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DU students confront harsh realities of immigration and the U.S.-Mexico Border


A volunteer shows class members abandoned items from the migrant trail, teaching students about the human side of immigration control.By Margie Thompson

Connecting to the brutal realities of immigration and border cultures through immersion was a very powerful experience for seven DU students who traveled to Tucson, Arizona and the US-Mexico border for a course taught by Margie Thompson and María Suárez Toro during the 2013 summer interterm, June 9-15, 2013.

"In one day, I have been humbled, moved, given goose bumps, impressed, inspired, angered and horrified by the very actions we have to work to stop, and ready to take on... the advocacy ...to move forward and help others in the borderlands and beyond, " said Emma Lynch, a graduate student in Media, Film & Journalism Studies after the first day of the class.

A blog created by the students reflected the intensity and impact of visiting an immigration detention center to speak with migrants, and walking in the blistering heat of a migrant trail through the Sonora Desert to see numerous backpacks, pieces of clothing, water bottles and other items abandoned by those seeking to cross the border into Arizona. Makeshift memorials commemorated the growing number of migrants who are dying in the desert, and a bra hanging in a tree was a chilling reminder of what all too often happens to women who are sexually assaulted along the way.

The desperation of those seeking a better life or frantic to reunite with families resonated at each site we visited, aware that the United States has often played a role in contributing to conditions of war, poverty, unemployment and misery in Central America and Mexico that leave people with few options but to try to reach the United States.

"Imagine the desperation you would have to feel to leave your home and loved ones behind, to risk your life in the desert, in hope of a job that might pay minimum wage if you are very lucky," reflected Kristin Morgan, a student in the course.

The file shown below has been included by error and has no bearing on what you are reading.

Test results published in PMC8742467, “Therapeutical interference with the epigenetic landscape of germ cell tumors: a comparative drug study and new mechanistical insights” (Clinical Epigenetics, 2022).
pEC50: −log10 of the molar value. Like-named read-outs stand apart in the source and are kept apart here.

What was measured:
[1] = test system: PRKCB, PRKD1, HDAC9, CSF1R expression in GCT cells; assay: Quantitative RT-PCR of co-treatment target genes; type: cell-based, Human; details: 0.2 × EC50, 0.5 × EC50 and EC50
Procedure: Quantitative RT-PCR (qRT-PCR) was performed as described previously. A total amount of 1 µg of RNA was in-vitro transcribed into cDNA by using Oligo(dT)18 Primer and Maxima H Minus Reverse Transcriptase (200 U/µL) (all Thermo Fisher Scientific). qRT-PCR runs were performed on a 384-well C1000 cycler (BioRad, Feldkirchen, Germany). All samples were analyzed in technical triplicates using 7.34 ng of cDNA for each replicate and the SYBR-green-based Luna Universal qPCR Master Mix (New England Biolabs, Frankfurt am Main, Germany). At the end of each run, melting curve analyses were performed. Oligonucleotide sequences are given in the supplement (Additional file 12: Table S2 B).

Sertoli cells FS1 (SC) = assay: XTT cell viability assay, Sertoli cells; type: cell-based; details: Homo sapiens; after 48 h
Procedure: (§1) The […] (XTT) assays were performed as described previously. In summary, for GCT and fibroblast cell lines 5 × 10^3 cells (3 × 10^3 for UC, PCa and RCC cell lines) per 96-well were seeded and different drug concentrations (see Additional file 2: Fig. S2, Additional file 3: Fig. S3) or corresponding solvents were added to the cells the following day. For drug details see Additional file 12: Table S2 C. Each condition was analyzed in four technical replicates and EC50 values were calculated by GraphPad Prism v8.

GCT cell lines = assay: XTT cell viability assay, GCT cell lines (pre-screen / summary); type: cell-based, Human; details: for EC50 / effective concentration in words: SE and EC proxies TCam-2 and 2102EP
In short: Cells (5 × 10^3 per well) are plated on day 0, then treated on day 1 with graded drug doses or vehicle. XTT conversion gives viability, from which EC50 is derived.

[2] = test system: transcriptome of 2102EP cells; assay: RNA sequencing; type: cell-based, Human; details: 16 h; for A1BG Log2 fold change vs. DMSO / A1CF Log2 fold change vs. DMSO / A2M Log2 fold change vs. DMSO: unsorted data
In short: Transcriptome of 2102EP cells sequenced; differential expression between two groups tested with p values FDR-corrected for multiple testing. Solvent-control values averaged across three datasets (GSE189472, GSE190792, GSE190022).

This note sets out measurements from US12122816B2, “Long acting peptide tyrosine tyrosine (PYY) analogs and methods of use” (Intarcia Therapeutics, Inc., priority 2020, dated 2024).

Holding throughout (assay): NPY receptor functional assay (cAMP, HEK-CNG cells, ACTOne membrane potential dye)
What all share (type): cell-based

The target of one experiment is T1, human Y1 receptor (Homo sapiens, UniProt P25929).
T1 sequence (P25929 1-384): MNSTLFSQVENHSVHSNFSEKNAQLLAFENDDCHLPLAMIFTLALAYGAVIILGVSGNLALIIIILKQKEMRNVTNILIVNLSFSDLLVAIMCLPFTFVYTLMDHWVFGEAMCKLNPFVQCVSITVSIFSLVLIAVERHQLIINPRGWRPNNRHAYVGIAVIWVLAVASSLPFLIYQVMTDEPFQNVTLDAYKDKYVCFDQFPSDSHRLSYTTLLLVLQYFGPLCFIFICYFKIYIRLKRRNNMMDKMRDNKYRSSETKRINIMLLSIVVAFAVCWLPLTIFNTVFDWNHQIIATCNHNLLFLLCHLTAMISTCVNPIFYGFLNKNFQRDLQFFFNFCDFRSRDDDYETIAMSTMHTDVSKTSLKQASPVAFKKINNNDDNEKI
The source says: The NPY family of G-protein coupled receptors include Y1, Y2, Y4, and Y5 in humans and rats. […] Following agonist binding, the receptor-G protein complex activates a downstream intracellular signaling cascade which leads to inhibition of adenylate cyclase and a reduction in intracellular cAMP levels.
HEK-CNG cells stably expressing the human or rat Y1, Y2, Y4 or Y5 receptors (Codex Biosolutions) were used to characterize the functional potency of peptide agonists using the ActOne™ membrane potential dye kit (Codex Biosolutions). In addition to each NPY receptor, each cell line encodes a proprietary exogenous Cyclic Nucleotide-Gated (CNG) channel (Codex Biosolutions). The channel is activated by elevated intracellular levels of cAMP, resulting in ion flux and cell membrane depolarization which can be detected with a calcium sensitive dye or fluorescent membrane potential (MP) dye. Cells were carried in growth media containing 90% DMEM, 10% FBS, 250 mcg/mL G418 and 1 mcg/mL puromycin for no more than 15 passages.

But the overwhelming despair, fear and sadness was most strongly reflected when we saw the faces of migrants arrested by the Border Patrol, and sent through Operation Streamline in the Tucson County Courts, their hands and feet shackled with chains, much like cattle.

Kenny Hood, a graduate student, posted a comment in the blog after the course: "Now, almost a week later, the dust has settled somewhat. But the impact has remained. I am forever changed by what I saw, heard and learned in the Arizona desert, my life's course forever altered."

Suárez said, "In today's context it is very important for students and professors to undertake courses that expose both to the harsh realities that no theories or media, as comprehensive as they might be, can present the complexities that the voices of those affected bring to our academic and activist scope.The fact that in this course the students created their own social media blog and produced academic papers that are grounded in what they heard, saw and lived in the border, speaks to an enriched way of producing knowledge where the voiceless have their own voice. "

The class was comprised of six graduate students in programs ranging from the Master of Arts in International & Intercultural Communication, the MA in Media, Film & Journalism Studies; Anthropology, Human Rights in the Joseph Korbel School of International Studies, and a senior majoring in political science.

The course was conducted in collaboration with Borderlinks of Tucson AZ, an organization that has hosted educational delegations for the past 25 years.

Margie Thompson is an associate professor in the Department of Media, Film & Journalism Studies, and María Suárez Toro is a longtime adjunct instructor in that department.